Henry Mills

New Zealand’s parliament unanimously passed a law that will make it easier for trans people to update the sex on their birth certificates.

The country first introduced self-identification on birth certificates in 2018, though until now this was only possible if evidence of a medical procedure was provided.

Passed unanimously on 9 December, the births, deaths, marriages and relationship registration bill makes it easier to self-identify by removing that requirement.

Jan Tinetti, internal affairs minister, said: “Today is a proud day in Aotearoa’s history.

“Parliament has voted in favour of inclusivity and against discrimination.”

The move means that New Zealand joins like the likes of Denmark and Spain which have also made it simpler to change the sex listed on legal documents.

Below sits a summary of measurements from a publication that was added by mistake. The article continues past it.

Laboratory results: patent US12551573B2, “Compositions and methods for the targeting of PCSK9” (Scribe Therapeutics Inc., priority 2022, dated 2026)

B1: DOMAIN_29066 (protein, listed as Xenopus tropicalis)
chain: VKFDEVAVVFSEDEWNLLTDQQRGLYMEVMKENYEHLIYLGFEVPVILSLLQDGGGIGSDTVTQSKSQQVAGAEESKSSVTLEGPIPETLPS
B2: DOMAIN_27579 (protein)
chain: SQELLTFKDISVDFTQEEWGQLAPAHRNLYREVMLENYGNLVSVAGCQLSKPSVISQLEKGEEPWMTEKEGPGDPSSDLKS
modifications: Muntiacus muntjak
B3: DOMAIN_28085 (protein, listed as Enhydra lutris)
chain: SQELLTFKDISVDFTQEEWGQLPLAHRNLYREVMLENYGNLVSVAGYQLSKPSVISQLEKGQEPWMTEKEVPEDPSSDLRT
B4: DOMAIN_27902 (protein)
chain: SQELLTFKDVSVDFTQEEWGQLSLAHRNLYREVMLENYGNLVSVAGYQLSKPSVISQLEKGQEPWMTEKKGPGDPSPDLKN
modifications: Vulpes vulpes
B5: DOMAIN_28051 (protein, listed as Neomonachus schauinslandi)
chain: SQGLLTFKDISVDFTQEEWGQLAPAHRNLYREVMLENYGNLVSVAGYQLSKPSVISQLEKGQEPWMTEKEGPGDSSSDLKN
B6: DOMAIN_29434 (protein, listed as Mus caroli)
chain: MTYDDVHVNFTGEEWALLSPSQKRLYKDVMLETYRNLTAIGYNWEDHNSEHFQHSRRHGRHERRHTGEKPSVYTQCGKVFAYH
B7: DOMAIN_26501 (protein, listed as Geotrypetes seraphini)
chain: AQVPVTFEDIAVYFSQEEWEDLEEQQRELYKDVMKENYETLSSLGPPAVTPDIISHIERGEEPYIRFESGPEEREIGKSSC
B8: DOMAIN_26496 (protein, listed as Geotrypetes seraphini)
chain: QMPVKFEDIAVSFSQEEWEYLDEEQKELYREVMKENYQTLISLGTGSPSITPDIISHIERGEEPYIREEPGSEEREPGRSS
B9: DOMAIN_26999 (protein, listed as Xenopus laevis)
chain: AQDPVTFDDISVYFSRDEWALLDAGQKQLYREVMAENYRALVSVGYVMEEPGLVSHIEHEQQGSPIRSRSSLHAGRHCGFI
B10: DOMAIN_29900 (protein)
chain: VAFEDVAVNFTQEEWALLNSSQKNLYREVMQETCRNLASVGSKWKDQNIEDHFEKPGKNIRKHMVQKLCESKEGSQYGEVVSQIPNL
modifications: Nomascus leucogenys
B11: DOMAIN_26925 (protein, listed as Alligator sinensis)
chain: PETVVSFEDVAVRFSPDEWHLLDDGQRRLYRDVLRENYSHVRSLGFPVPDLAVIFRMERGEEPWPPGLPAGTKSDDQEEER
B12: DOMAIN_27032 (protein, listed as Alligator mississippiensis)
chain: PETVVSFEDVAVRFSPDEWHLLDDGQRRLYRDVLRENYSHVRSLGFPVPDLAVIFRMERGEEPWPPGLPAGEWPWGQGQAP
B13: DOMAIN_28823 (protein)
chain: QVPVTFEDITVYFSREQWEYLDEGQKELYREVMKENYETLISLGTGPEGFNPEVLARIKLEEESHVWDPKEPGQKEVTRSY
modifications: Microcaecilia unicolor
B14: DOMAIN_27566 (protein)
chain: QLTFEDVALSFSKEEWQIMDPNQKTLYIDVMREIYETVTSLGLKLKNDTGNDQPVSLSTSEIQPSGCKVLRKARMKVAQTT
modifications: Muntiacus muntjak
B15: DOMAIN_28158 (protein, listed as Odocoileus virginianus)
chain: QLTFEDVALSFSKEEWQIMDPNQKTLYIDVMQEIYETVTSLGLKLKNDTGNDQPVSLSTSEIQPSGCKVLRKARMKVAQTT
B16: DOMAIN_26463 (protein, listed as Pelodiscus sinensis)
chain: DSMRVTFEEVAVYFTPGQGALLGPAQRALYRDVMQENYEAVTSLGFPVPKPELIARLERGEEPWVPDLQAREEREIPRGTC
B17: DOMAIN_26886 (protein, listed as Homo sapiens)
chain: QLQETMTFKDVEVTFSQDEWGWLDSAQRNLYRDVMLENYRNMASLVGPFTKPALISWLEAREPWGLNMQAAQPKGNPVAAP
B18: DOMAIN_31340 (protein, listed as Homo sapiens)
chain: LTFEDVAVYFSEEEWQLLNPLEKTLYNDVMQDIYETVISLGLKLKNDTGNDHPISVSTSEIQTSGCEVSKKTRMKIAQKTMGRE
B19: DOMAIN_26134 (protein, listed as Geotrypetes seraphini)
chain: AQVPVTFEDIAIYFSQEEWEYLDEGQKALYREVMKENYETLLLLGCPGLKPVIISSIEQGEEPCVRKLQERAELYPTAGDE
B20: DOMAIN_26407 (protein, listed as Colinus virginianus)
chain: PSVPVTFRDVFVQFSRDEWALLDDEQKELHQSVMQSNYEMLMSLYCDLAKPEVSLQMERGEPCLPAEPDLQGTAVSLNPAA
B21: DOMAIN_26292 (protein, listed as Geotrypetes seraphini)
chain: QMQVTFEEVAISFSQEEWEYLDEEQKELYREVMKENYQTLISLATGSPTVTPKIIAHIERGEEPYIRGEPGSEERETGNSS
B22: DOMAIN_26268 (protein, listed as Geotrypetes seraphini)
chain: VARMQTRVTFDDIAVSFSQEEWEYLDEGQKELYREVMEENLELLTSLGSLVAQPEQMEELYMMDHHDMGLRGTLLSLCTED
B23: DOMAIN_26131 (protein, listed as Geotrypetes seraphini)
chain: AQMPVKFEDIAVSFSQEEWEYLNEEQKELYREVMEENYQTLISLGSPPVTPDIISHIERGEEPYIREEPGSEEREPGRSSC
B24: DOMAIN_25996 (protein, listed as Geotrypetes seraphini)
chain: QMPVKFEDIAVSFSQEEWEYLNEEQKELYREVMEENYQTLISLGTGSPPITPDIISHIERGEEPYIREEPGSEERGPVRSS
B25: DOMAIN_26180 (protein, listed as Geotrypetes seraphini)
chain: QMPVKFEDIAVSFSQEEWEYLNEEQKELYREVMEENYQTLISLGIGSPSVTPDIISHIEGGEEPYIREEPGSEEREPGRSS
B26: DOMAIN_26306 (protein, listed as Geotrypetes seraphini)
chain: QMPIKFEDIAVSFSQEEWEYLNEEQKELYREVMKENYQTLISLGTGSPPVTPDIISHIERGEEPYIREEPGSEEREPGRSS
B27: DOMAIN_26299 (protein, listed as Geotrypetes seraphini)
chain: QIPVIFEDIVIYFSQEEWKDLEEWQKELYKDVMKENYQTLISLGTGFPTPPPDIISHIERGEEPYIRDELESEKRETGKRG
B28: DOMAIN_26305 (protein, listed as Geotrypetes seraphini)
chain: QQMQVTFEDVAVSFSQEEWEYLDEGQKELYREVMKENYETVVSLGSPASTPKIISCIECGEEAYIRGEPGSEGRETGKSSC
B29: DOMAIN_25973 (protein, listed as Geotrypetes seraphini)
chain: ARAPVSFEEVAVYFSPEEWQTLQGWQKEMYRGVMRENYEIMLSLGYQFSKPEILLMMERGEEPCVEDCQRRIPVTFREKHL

“This law change will make a real difference for transgender, non-binary, takatāpui [LGBT] and intersex New Zealanders,” Tinetti added.

Dr Elizabeth Kerekere, a Green Party MP, praised the bill but expressed her disappointment over its exclusion of refugees, asylum seekers and recent migrants.

She added: “This bill recognises that those who need to amend their birth certificate can do so, that the courts do not have the right to make that choice for them, that parents do not have that right, that cisgender people who don’t even know them or care about them do not have that right.”

Nicola Grigg, the National party’s spokesperson for women, stated that a wide array of voices should be heard when it comes to this topic – despite the support of the opposition.

“If we shut down the full expression of topics such as this, we won’t benefit from considering a full range of views as we debate complex policy and ideas and I do worry about the societal impacts of people feeling that their views are no longer able to be expressed,” Grigg said.

The minister added that work will be done to address the law only applying to New Zealand birth certificates in the country.